The foe in this story is the dreaded Smog, very much like Fern Gully. Many of the scenes with the Smog in this book made me think of Fern Gully and that oil monster thing that tries to take over the forest. Essentially, the Smog in Un Lun Dun is excess from the city of London itself. The byproduct of industry that has no where else to go. And like any good villain, the Smog grows stronger and stronger and can only be vanquished by one particular weapon. One thing I loved so much about this novel was how Mieville cast aside all fantasy quest tropes. First, Mieville diverts the normal heroine trope and has the sidekick save the day, not with her chosen one powers but with common sense and compassion. Then, Mieville decides to have his new sidekick heroine just skip all the normal quests that the chosen one would’ve had to complete in order to defeat the Smog and go straight to the final task. Because who wants to waste time and energy completing all the tasks just to get to the last one?

Un Lun Dun was such a fun read and makes me want to look up more books by this author. His characters are well mapped out, especially Deeba his unlikely heroine, and the story has a very satisfying ending, with the possibility of a sequel thrown in if the author should decide.

Rating: 4/5

Stay tuned for the next installment in Book Battle 2015! Happy reading!

First Foray into Top Ten Tuesday

First Foray into Top Ten Tuesday

Happy Tuesday everyone! I’m so excited to finally contribute to Top Ten Tuesday. I’ve seen this post from so many bloggers I follow that I decided it was about time I get in on it as well. This week’s theme from The Broke and the Bookish is Top Ten Books From My Childhood That I Would Like to Revisit. Be prepared for some waves of nostalgia. In no particular order here are some of my absolute favorite books from childhood.

nancy drew

1. The Nancy Drew Mysteries by Carolyn Keene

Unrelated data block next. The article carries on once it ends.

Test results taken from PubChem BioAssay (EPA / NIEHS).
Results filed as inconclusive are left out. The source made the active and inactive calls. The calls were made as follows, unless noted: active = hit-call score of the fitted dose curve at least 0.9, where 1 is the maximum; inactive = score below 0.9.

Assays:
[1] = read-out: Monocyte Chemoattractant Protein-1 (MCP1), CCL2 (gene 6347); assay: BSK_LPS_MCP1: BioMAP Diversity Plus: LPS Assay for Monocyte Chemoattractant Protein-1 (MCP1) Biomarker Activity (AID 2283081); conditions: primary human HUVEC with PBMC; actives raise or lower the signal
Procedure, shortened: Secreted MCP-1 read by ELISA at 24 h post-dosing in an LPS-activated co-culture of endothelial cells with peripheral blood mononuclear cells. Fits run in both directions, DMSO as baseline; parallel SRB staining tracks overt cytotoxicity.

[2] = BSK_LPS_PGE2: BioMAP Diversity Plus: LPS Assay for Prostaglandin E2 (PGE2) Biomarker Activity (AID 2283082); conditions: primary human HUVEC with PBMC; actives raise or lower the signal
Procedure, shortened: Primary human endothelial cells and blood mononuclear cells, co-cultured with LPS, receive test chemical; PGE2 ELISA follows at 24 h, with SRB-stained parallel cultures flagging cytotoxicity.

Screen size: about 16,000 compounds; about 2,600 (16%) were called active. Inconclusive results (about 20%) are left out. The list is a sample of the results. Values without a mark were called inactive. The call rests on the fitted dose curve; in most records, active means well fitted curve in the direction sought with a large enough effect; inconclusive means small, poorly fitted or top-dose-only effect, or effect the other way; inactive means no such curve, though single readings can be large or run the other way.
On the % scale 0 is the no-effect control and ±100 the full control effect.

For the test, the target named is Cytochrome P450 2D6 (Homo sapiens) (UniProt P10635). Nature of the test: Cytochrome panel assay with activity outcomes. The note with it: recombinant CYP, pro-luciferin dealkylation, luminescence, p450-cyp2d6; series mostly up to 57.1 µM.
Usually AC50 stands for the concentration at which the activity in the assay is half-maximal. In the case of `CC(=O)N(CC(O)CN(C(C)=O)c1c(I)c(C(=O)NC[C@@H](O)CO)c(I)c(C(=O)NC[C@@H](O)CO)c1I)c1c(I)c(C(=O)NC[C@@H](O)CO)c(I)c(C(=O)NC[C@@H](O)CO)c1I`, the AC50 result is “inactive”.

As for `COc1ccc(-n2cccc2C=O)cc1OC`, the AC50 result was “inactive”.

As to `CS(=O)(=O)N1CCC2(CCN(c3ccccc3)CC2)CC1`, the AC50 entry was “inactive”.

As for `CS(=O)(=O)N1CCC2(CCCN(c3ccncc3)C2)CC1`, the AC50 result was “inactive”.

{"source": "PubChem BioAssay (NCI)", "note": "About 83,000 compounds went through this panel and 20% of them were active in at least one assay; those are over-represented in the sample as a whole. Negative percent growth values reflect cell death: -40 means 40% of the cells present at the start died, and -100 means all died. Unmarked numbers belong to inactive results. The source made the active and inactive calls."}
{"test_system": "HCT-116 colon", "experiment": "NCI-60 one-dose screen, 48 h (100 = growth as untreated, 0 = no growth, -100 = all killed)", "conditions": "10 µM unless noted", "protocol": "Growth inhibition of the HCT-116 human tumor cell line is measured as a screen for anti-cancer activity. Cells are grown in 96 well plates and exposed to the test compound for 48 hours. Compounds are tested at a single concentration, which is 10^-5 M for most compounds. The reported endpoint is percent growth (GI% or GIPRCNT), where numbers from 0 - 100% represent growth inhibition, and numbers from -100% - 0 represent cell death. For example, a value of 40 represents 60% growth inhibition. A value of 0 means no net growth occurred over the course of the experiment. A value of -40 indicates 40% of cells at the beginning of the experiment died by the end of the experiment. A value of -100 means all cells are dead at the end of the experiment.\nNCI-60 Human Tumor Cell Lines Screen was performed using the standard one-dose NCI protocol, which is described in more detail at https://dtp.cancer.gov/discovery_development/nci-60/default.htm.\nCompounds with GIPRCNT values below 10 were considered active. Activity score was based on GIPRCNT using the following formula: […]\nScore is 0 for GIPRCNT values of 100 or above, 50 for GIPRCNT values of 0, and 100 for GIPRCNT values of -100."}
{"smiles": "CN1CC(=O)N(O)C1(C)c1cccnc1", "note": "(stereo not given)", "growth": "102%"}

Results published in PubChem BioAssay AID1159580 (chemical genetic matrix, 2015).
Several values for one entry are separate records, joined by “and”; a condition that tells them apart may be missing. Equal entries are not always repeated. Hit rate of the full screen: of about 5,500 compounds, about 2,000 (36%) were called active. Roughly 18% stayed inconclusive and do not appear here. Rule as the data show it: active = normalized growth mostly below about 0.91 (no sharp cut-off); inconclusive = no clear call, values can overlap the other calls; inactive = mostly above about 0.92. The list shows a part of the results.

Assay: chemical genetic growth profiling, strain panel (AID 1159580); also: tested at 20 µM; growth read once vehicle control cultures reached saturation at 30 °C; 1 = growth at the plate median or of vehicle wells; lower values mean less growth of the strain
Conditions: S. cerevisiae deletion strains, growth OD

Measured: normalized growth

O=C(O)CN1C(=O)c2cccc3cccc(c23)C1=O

I was so absurdly obsessed with Nancy Drew as a kid. It was my goal to own every single mystery ever penned by the many authors who were Carolyn Keene. Nancy was always so effortlessly confident and in charge, and always managed to solve the mystery.

harry potter

2. The entire Harry Potter series

I include these books because I started them in elementary school and went on from there. I loved the world of magic and courage that Rowling created. I was one of those kids waiting for my letter to arrive by owl through the chimney.

wayside school

3. Sideways Stories from Wayside School

My third grade teacher introduced me to these books and I immediately fell in love with them. The school where nothing is ever quite what you think it is and everyone has a story, from the students to the staff.


4. The Dollhouse Murders by Betty Ren Wright

I must have read this book at least a dozen times in elementary school. It had all the elements. It was scary, it had a mystery, dark pasts, family secrets, and a very creepy right out of Are You Afraid of the Dark dollhouse. One of my favorite childhood reads.

christina lattimore

5. The Kidnapping of Christina Lattimore by Joan Lowery Nixon

Joan Lowery Nixon was the queen of suspense for the elementary aged kid. I read as many of her books as I could get my hands on. The Kidnapping of Christina Lattimore is one of my favorites by Nixon. A girl gets kidnapped but then no one believes her, including her parents. So it’s up to her to prove the world that what she’s saying is the truth.

wacky wednesday

6. Wacky Wednesday by Dr. Suess

A combination of I Spy and pure magic, Dr. Suess’s Wacky Wednesday will forever remain one of my favorite childhood reads. I could read this book for hours trying to find all of the things written on the page in the pictures. So much entertainment jam packed into such a small book.

two minute mysteries

7. Two Minute Mysteries by Donald J. Sobol

I first got one of these books at my elementary school’s book fair. It’s so simple but the mysteries are ingeniously thought out. I pictured myself as a tiny Sherlock Holmes. These books went with me on many a family road trip tucked into the backseat.

ella enchanted8. Ella Enchanted by Gail Carson Levine

This book was also purchased at a book fair. It only took the first chapter for me to fall head over heels for this magical little book. What a great re-working and re-weaving of popular fairy tales.


9. The Boxcar Children series  by Gertrude Chandler Warner